Stable groom who died at Kempton on Saturday named as Ken Dooley

Sun 15 Oct 2017

By Andy Stephens

The stable groom who died after apparently being kicked by a horse in the racecourse stables at Kempton on Saturday night has been named as Ken Dooley.

Dooley, in his 50s, had worked for Amanda Perrett's stables in Pulborough for seven years. He was fatally injured before the scheduled 8.45pm race.

The trainer said in a statement on Sunday: "It is with huge sadness that I can confirm we lost our friend and colleague Ken Dooley after an incident in the stable yard at Kempton last night.

"Ken had been with us for seven years and was a very special member of our family business at Coombelands.

"He was an excellent employee, very experienced with racehorses having worked all of his life with them as a jockey, trainer and jockey coach around the world. He was always first into work in the morning, hugely enthusiastic and dedicated to his horses and a very much valued and integral member of our team.

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"I would like to thank my staff, the stable and racecourse staff at Kempton, Hugo Palmer’s travelling head lad, Dr Lucy Free and the ambulance service who were so quickly there to help Ken. Our thoughts are with his family at this very sad time."

Surrey Police said it was called to the Sunbury circuit following a report of a "sudden death". An investigation is under way into the incident that prompted Kempton clerk of the course Barney Clifford to abandon the fixture with two races remaining.

Martin Dwyer was riding at the fixture and said this morning on Racing UK show Luck On Sunday: "It’s truly awful and all our condolences go to the family of the guy who lost his life. There was a very sombre mood and nobody really knew what was going on, and then we found out. As I was leaving there were blue lights everywhere and it was a bit of a shock.

"It highlights what a dangerous sport this is and makes you think of the stupid things we worry about - making the weight, will I ride this horse or that. Then something like this happens and the whole industry takes a breath.

"Unfortunately, horses do kick out and I believe that’s what happened. They have metal shoes on and if you get a kick from a horse it can be very serious.

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"Horses don’t mean to do it - if they feel frightened or threatened; if they feel someone is too close or something they do kick out but fortunately it is very rare. It is very sad."

Jockeys at Goodwood and Chepstow wore black armbands on Sunday afternoon.

Nick Rust, Chief Executive of the British Horseracing Authority, said: "I am sure that I speak for everyone at the BHA and everyone in British horseracing this morning when I state that we are truly devastated about the events which unfolded at Kempton Park last night.

"Our sympathies go to the family, friends and colleagues of the individual who has lost his life, and the entire industry will join in mourning over this tragedy.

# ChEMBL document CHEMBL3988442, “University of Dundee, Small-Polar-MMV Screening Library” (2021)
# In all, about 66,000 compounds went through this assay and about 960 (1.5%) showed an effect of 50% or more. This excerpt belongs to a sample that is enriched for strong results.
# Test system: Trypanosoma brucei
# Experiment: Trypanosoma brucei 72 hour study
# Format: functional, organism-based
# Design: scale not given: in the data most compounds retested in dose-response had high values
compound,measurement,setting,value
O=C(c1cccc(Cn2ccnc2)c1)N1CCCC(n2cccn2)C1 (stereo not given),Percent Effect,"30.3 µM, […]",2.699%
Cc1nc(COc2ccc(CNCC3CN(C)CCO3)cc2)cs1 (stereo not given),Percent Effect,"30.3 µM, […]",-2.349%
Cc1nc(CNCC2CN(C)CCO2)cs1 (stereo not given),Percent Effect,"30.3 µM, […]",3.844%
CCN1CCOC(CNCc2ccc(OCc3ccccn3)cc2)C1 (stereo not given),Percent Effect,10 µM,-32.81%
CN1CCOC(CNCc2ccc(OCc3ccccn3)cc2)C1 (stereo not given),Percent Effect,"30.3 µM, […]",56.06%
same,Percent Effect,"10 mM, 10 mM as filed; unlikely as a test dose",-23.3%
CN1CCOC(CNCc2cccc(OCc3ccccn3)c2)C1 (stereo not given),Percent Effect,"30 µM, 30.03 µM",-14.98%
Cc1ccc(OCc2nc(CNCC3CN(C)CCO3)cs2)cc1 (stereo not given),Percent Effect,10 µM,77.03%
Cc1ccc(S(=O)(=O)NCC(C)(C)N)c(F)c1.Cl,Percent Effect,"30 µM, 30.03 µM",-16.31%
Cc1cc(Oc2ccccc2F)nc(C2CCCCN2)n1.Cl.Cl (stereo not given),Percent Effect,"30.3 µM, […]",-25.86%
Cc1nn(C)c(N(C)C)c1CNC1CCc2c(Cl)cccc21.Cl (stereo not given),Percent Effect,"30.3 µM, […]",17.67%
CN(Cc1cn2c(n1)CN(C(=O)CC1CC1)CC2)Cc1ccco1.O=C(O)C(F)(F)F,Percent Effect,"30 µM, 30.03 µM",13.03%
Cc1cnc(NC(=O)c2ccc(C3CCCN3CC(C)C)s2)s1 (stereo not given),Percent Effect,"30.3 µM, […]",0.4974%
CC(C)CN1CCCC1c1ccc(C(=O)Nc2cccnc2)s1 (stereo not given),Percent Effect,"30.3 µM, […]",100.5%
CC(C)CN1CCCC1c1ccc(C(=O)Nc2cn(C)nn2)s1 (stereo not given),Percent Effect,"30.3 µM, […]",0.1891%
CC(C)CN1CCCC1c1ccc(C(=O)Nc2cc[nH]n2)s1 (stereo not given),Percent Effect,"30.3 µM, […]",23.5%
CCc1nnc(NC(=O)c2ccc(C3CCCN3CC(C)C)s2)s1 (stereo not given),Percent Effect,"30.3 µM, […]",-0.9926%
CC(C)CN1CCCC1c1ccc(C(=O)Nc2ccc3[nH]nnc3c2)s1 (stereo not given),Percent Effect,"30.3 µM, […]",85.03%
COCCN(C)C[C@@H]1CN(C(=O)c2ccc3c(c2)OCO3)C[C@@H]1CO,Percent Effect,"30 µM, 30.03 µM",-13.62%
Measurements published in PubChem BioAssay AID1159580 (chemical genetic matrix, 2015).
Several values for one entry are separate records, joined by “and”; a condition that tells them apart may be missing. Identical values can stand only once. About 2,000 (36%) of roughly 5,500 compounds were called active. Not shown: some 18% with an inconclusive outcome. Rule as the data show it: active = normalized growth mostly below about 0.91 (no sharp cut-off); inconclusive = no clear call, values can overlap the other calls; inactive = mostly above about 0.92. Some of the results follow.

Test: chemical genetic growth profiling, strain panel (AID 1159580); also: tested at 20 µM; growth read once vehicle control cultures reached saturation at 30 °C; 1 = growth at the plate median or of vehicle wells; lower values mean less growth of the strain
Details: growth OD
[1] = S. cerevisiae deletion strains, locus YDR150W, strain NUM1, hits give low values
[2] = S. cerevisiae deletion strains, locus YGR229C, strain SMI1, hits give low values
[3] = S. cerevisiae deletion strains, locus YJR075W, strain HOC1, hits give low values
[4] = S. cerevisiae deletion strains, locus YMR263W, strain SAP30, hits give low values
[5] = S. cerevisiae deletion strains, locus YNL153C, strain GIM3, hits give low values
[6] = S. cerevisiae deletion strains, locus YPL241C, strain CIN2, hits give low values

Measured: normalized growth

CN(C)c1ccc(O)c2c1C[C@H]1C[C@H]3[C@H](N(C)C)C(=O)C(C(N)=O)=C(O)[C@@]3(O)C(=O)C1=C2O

"We owe so much in our sport to the racing grooms who provide such first class care and attention to our horses. The love and attention that they give to their mounts is unconditional and comes with that small but ever-present level of risk that exists when working with large animals. This only serves to make their dedication so much more praiseworthy.

Nick Rust

"The matter now sits with the Surrey police force and as such we are unable to provide further details regarding the individual involved and the exact nature of the incident at this time. My teams were assisting with their investigations last night and will continue to do so today. We ask that everyone shows respect and understanding to this process at present."

A statement from the Racecourse Association read: "We are deeply saddened by the tragic news from Kempton Park last night and would like to express sincere condolences on behalf of all racecourses to the family, friends and colleagues of the individual who lost his life.

"Racecourses do everything they can to provide a safe working environment in all areas and are equipped to provide the highest level of medical care and attention whenever it is required.

"This tragic accident is a reminder of the dangerous nature of the work stable staff do day in day out and our thoughts are very much with everybody affected at this difficult time. Staff as well as jockeys at Chepstow and Goodwood will wear black armbands today as a mark of respect."

The National Trainers Federation also released a statement. It read: "The death of a stable employee on Saturday night at Kempton Park is a tragedy that touches all in racing. Reactions across the sport testify to the close bonds that unite us in our common passion and from the NTF, we send our condolences to the family, friends and colleagues of the individual who has lost his life.

"Mercifully, fatal accidents in the course of caring for racehorses in Britain are rare and we acknowledge and salute the commitment of stable employees across the country, who devote their working lives to their horses.

"Since last night we have been advising and supporting the trainer and the team at the yard. British horseracing is fortunate to have an excellent support system for its people and this is at the disposal of anyone in times of need."

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